Yeah, Federer struggles against Nadal on clay, however, Nadal simply plays a superior game than he does, as you would say, he gets outplayed. Why is this a function of mental strength? Sampras got thrashed at Roland Garros one more than one occasion, I don't see you knocking on him do you? What about Borg who lost 4 U.S. Open finals? Sometimes you just lose to the better player, that's all.

Federer is a great player on clay while Sampras was beyond limited. Sampras once said that he never choked in his career but only lost because he was outplayed, which is definetly true. We can still find so many moments of overachieving on clay from Sampras, like coming back from 0-2 against Courier on clay in RG 96 and defeating Bruguera in another 5 set epic the same year in RG. In RG 91 Sampras came back from 0-2 against Muster on clay in RG, so there where moments of Sampras doing things he shouldnt be able to do.

I cant see Sampras blowing a 4-2 lead in Rome against anyone like Federer did. Neither can I see Sampras choking serving 5-2 in the AO tiebreak against Safin (and Federer did choke! Failing to serve out at 5-2 in a tiebreak is choking!) or 30-0 against Nalbandian in master cup.

Ofcourse the chokes are not that many for Federer, but that may be becaus he is so few times put in positions where he can choke. Beyond those few but quite important chokes Federer has to prove he can overachieve to be claimed to have such a strong mentality, Borg overachieved in wimbledon over and over again, Laver overachieved by winning RG 2 times, Sampras overachieved often in his career but surely his last grand slam is an amazing example of overachieving.

GonzoFed
12-06-2007, 08:04 PM
Well, Federer most often doesnt have alot of break points against him and he does seem to have the ability to get to deuce and break points on his opponents serve again and again until he breaks his serve. It is not like Sampras who usually had one chanse to break his opponent and usually took his chanse.



I play tennis just like you and I know the differense between playing against much weaker opponents than you, players at the same level and players better than you. When you face a break point against someone you own, there is no feeling this point will decide the match and you are relaxed because you know that you can break him back by will. Players at the same level as you make you very tense and players who constantly outplays you, will kill your nerves at important moments, it is like if this is the only chanse you have to win a set and you most often blow it. This is how Roddick feels when he gets into a tiebreak against Federer, a player who can control his emotions at such moments are really strong mentally.



The greatest differense between Federer today and Federer yesterday is shot selection. It is not his mental strength that has by a miracle got improved from beeing terrible to beeing alltime great, but his tactical mind. Federer before had horrible shot selection, today he is one of the most tactical players out there, all the times using different strategies to approach different kind of opponents.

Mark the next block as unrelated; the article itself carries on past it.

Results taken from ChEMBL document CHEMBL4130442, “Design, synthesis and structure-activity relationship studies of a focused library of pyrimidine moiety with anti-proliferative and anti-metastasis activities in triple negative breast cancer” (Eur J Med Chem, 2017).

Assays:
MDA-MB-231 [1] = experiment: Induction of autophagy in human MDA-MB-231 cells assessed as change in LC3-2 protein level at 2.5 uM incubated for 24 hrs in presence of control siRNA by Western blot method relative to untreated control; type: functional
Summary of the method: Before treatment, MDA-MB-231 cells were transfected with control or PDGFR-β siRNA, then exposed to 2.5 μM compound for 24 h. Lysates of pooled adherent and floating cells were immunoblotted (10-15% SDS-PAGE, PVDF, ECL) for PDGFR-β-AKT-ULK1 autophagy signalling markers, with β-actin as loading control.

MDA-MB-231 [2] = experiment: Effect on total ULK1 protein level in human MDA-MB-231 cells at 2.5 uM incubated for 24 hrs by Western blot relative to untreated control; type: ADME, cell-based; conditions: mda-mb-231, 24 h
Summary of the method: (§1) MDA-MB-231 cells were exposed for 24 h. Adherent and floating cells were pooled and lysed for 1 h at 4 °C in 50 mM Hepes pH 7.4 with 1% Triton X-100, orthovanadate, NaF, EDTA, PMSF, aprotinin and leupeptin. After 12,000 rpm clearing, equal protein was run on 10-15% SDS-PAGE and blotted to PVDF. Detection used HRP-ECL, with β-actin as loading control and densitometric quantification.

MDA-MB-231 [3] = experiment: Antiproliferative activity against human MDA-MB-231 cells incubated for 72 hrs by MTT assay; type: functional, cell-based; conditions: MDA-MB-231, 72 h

Federer is a great player on clay while Sampras was beyond limited. Sampras once said that he never choked in his career but only lost because he was outplayed, which is definetly true. We can still find so many moments of overachieving on clay from Sampras, like coming back from 0-2 against Courier on clay in RG 96 and defeating Bruguera in another 5 set epic the same year in RG. In RG 91 Sampras came back from 0-2 against Muster on clay in RG, so there where moments of Sampras doing things he shouldnt be able to do.

I cant see Sampras blowing a 4-2 lead in Rome against anyone like Federer did. Neither can I see Sampras choking serving 5-2 in the AO tiebreak against Safin (and Federer did choke! Failing to serve out at 5-2 in a tiebreak is choking!) or 30-0 against Nalbandian in master cup.

Ofcourse the chokes are not that many for Federer, but that may be becaus he is so few times put in positions where he can choke. Beyond those few but quite important chokes Federer has to prove he can overachieve to be claimed to have such a strong mentality, Borg overachieved in wimbledon over and over again, Laver overachieved by winning RG 2 times, Sampras overachieved often in his career but surely his last grand slam is an amazing example of overachieving.

OK.are you saying that Sampras never choked in his career? would you be willing to bet some money on it?

Marek.
12-06-2007, 09:05 PM
95 AO final - Sampras failed to serve out the third set tie-break but people will of course say it was because Agassi played great to get back into it (which he did). If the same situation was for Federer those people will say it was a choke. Even if Federer was up in those matches against Nalbandian and Safin you have to give credit to them as they played well to come back. Federer is always in complete control of the match even if it's hard for some people to realize this.

And on the Rome Final: Sampras was up 3-0 in the fifth set against Korda in the 97 US Open yet went on to lose it in a tie-break (which he double faulted in).

Gulliver
12-06-2007, 09:05 PM
I have never understood "over-achieved". You achieve, or you don't. It's like under-achieve. Both categories are set against someone else's arbitrary standards.